ST. PETERSBURG, Fla. — A new training program recently launched by Johns Hopkins All Children's Hospital is designed to help officers better interact with people with autism.
The training is designed to feel real and is modeled off of similar police calls. In the simulation, medical actors and actresses role play to show officers how someone with autism might respond.
Doctors believe it could save lives and the actors, who have autism, say the simulations are helping to spread awareness.
“This is such an important program for not only me but so many other families,” Gabby Cabrera explained.
Cabrera has autism and also has a younger brother on the spectrum.
Johns Hopkins All Children's Hospital is offering the training for free, paid for by a grant from the Cigna Foundation. In just nine months, they've trained 170 officers from 50 different agencies.
Officers tell ABC Action News it changes their perspective.
“I just sat there and cried after the training because I wouldn’t want my child to be treated this way, but as an officer, we’re not trained with how to deal with autistic individuals. Now that we took this training, and we have a better understanding, it’s an eye-opener," Officer Carla Ramos of the St. Petersburg Police Department explained.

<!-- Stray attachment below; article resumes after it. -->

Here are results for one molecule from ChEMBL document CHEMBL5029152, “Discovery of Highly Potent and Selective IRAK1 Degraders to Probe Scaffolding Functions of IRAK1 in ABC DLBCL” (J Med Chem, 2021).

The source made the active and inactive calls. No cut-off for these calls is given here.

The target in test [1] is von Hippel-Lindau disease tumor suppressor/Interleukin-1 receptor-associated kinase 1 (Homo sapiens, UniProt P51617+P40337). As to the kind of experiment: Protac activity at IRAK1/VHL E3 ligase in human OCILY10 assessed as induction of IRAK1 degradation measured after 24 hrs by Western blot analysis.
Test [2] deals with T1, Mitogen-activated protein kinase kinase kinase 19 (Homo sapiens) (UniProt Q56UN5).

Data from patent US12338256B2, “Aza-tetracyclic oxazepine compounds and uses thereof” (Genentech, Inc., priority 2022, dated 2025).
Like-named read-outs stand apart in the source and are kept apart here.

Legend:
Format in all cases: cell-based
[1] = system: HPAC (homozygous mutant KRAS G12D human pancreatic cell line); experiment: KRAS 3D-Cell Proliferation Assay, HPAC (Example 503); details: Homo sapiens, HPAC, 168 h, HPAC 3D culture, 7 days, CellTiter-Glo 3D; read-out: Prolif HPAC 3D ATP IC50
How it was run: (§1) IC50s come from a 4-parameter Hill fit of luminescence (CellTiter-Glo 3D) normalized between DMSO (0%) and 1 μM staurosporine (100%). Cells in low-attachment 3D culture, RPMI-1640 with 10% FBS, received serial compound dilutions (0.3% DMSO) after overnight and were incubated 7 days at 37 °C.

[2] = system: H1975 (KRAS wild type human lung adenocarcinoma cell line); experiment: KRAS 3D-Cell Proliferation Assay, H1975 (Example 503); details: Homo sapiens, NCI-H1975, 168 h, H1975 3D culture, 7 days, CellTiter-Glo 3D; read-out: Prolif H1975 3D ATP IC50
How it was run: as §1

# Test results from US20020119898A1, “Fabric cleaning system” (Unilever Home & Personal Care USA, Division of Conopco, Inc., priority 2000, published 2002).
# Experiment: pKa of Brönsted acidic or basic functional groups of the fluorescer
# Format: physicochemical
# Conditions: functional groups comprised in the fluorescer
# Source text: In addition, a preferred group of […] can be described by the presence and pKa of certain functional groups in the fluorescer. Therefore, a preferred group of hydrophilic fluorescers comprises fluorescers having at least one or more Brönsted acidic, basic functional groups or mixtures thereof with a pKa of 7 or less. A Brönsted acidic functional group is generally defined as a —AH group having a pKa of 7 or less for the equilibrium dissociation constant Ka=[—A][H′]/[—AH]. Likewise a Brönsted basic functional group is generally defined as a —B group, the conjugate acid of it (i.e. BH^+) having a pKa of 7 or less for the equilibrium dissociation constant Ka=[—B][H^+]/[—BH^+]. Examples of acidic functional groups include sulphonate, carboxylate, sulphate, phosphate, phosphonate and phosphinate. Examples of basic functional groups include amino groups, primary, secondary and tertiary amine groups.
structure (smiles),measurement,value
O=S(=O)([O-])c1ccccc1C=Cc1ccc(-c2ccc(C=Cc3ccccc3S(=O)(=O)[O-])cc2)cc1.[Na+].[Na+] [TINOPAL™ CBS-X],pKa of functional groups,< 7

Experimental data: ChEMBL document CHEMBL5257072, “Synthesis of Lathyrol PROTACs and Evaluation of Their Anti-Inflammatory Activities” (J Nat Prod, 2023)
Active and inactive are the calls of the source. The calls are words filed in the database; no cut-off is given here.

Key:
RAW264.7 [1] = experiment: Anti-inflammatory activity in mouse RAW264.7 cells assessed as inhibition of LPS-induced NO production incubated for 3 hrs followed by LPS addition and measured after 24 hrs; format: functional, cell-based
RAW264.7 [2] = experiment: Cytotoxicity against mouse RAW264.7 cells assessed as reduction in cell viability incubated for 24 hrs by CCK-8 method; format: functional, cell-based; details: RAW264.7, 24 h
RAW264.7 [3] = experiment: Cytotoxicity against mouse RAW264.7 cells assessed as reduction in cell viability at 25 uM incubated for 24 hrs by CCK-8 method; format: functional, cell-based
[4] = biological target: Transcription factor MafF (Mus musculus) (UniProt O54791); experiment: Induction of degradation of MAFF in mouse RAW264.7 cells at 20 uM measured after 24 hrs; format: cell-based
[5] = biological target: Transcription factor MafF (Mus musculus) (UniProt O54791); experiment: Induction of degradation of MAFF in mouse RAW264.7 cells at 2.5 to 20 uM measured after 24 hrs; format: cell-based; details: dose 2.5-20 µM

One in 59 children are diagnosed with autism nationwide.
Florida is one of just a handful of states that require autism training for every law enforcement officer.
The requirement came after Charles Kinsey, a caregiver for an individual with autism in North Miami, was shot in the leg by a police officer, despite having his arms in the air and trying to explain to officers that his client had autism.
The officer was charged with negligence this past June. A cell phone video taken of the incident prompted training across Florida.
Dr. Jennifer Arnold, the Medical Director of the simulations program at Johns Hopkins, says the training is crucial.
"As a parent, as a health care provider, as an educator, the value of this program is tremendous,” she explained.
Lauren Gardner, who heads up the hospital's autism program, rode along with officers to understand the situations they face before developing the program.
"It's more and more likely officers will be receiving these kinds of calls. Having officers understand the signs and symptoms of autism is really imperative to keeping everyone safe," she added.
Cabrera is motivated to coach as many officers as possible.
“I want this to expand to be all over the country and even all over the world,” she said.